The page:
FTC Testifies on Dietary Supplements

For Release

In testimony today before the House Committee on Government Reform, Lee Peeler, Deputy Director of the FTC’s Bureau of Consumer Protection, said, “Although many supplements offer the potential for real health benefits to consumers, unproven products and inaccurate information can pose a threat to the health and well-being of consumers and cause economic injury.”

“The Commission has focused its enforcement priorities on national advertising claims for products with unproven benefits; products promoted to treat or cure serious diseases; products that may present significant safety concerns to consumers; and products that are deceptively marketed to or for children and adolescents,” the testimony stated.

The FTC has filed fourteen complaints in the past year against companies making allegedly unsubstantiated or false advertising claims for dietary supplements and other natural healthcare products, including oral sprays, creams, and patches. Also, in the past year, the Commission obtained orders against forty companies and forty-four individuals, which prohibited the unlawful practices and required the defendants to pay a total of $35.5 million in consumer redress, disgorgement, and civil penalties.

The testimony noted that, “Products are promoted to adults not just to maintain basic health and nutrition, but also for weight loss, to build muscle, cure sexual dysfunction, treat and prevent colds and flu, and even reverse arthritis, cure cancer, and treat many other serious diseases. Products promoted specifically for children also extend beyond traditional multivitamins to include treatment and cures for a variety of childhood ailments ranging from colds to more serious conditions such as attention deficit/hyperactivity disorder (AD/HD).”

The testimony highlighted recent examples of FTC cases, consumer education efforts, and partner cooperation that illustrated the Commission’s multi-faceted approach. In particular, the testimony discussed the FTC’s priority on youth-targeted products, “not only because young consumers represent a particularly vulnerable audience, but also because the safety concerns are heightened when children, who are still growing and developing, use products that may have been studied for safety only in adults, if at all.”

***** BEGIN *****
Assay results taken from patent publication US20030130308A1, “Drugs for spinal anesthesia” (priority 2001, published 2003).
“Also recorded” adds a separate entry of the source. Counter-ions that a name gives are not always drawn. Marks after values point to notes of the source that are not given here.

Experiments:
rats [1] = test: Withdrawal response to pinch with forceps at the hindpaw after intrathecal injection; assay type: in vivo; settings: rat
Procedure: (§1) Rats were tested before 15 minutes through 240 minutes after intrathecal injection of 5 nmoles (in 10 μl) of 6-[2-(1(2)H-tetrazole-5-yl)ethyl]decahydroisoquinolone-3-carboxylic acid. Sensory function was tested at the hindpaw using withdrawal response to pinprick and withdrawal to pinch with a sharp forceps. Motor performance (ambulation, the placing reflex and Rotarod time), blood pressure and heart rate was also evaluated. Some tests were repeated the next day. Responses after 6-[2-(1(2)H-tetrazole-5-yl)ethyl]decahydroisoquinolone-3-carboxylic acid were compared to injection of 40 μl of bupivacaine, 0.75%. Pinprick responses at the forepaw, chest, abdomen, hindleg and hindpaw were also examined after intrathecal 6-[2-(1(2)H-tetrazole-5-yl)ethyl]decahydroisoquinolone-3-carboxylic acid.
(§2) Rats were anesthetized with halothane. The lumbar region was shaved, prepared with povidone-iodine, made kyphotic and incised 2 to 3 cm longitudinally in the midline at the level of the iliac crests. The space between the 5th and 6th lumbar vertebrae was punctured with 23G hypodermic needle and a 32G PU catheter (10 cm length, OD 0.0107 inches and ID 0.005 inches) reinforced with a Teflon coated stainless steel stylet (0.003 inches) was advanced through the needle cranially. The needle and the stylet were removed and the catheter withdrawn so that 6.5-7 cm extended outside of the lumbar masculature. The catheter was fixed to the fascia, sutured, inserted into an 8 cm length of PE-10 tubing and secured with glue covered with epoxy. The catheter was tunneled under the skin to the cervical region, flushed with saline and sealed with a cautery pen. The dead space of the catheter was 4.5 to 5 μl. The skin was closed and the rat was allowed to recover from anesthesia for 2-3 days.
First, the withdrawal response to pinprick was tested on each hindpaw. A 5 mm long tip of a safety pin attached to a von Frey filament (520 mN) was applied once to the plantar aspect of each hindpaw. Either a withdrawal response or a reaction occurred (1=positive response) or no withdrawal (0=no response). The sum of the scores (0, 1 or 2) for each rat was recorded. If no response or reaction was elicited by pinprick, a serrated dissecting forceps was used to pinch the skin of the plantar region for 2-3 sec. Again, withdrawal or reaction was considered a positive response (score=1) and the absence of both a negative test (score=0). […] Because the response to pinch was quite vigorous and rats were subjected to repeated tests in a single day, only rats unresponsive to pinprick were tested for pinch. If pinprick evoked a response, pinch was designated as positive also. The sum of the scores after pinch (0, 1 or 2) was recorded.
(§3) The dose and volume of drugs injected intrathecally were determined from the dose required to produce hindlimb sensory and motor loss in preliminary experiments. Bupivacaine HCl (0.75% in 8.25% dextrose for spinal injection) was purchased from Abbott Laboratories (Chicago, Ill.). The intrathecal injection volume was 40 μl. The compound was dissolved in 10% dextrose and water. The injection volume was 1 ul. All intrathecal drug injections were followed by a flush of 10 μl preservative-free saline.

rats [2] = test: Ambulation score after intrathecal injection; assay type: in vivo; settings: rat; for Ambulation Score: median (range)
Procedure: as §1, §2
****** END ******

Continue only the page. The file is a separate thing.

The Commission approved the testimony by a vote of 5-0.

NOTE: The views expressed in the written testimony represent those of the Federal Trade Commission. Oral testimony and responses to questions do not necessarily reflect the views of the Commission or any individual Commissioner.

Copies of the FTC’s testimony are available from the FTC’s Web site at http://www.ftc.gov and also from the FTC’s Consumer Response Center, Room 130, 600 Pennsylvania Avenue, N.W., Washington, D.C. 20580. The FTC works for the consumer to prevent fraudulent, deceptive, and unfair business practices in the marketplace and to provide information to help consumers spot, stop, and avoid them. To file a complaint in English or Spanish (bilingual counselors are available to take complaints), or to get free information on any of 150 consumer topics, call toll-free, 1-877-FTC-HELP (1-877-382-4357), or use the complaint form at http://www.ftc.gov/ftc/complaint.htm. The FTC enters Internet, telemarketing, identity theft, and other fraud-related complaints into Consumer Sentinel, a secure, online database available to hundreds of civil and criminal law enforcement agencies in the U.S. and abroad.

Contact Information

Media Contact:
Jacqueline Dizdul,
Office of Public Affairs
Staff Contact:

Michelle Rusk,
Bureau of Consumer Protection